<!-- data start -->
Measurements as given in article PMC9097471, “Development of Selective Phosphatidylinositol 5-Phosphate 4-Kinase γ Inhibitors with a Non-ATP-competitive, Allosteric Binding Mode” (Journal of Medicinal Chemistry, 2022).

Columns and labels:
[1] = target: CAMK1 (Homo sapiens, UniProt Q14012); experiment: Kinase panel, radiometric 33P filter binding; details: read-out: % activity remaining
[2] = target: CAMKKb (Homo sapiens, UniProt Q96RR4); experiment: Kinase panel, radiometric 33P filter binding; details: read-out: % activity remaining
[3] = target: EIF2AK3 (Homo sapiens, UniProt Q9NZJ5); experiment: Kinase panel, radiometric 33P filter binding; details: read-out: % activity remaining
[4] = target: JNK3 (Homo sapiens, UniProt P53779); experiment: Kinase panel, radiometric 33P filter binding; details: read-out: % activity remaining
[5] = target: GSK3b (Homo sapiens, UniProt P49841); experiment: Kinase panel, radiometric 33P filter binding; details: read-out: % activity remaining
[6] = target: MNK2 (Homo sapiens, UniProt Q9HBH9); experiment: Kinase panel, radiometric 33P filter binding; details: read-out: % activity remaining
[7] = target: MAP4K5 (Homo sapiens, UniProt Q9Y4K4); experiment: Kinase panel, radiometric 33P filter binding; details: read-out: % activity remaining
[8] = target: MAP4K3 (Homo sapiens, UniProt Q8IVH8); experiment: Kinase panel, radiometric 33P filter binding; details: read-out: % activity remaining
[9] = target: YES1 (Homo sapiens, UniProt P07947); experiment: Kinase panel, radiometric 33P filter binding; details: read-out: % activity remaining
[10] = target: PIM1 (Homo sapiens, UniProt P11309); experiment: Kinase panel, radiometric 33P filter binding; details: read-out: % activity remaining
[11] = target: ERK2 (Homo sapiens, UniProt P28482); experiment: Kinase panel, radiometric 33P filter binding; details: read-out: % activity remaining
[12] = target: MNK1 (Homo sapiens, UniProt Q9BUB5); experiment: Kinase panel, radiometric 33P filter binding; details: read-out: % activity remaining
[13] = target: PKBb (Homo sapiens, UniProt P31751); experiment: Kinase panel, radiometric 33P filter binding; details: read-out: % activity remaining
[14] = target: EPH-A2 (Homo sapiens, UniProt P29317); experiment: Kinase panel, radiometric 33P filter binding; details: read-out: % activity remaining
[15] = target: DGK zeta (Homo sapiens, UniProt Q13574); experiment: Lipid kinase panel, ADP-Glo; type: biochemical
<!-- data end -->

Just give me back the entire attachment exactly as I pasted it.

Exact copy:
Measurements as given in article PMC9097471, “Development of Selective Phosphatidylinositol 5-Phosphate 4-Kinase γ Inhibitors with a Non-ATP-competitive, Allosteric Binding Mode” (Journal of Medicinal Chemistry, 2022).

Columns and labels:
[1] = target: CAMK1 (Homo sapiens, UniProt Q14012); experiment: Kinase panel, radiometric 33P filter binding; details: read-out: % activity remaining
[2] = target: CAMKKb (Homo sapiens, UniProt Q96RR4); experiment: Kinase panel, radiometric 33P filter binding; details: read-out: % activity remaining
[3] = target: EIF2AK3 (Homo sapiens, UniProt Q9NZJ5); experiment: Kinase panel, radiometric 33P filter binding; details: read-out: % activity remaining
[4] = target: JNK3 (Homo sapiens, UniProt P53779); experiment: Kinase panel, radiometric 33P filter binding; details: read-out: % activity remaining
[5] = target: GSK3b (Homo sapiens, UniProt P49841); experiment: Kinase panel, radiometric 33P filter binding; details: read-out: % activity remaining
[6] = target: MNK2 (Homo sapiens, UniProt Q9HBH9); experiment: Kinase panel, radiometric 33P filter binding; details: read-out: % activity remaining
[7] = target: MAP4K5 (Homo sapiens, UniProt Q9Y4K4); experiment: Kinase panel, radiometric 33P filter binding; details: read-out: % activity remaining
[8] = target: MAP4K3 (Homo sapiens, UniProt Q8IVH8); experiment: Kinase panel, radiometric 33P filter binding; details: read-out: % activity remaining
[9] = target: YES1 (Homo sapiens, UniProt P07947); experiment: Kinase panel, radiometric 33P filter binding; details: read-out: % activity remaining
[10] = target: PIM1 (Homo sapiens, UniProt P11309); experiment: Kinase panel, radiometric 33P filter binding; details: read-out: % activity remaining
[11] = target: ERK2 (Homo sapiens, UniProt P28482); experiment: Kinase panel, radiometric 33P filter binding; details: read-out: % activity remaining
[12] = target: MNK1 (Homo sapiens, UniProt Q9BUB5); experiment: Kinase panel, radiometric 33P filter binding; details: read-out: % activity remaining
[13] = target: PKBb (Homo sapiens, UniProt P31751); experiment: Kinase panel, radiometric 33P filter binding; details: read-out: % activity remaining
[14] = target: EPH-A2 (Homo sapiens, UniProt P29317); experiment: Kinase panel, radiometric 33P filter binding; details: read-out: % activity remaining
[15] = target: DGK zeta (Homo sapiens, UniProt Q13574); experiment: Lipid kinase panel, ADP-Glo; type: biochemical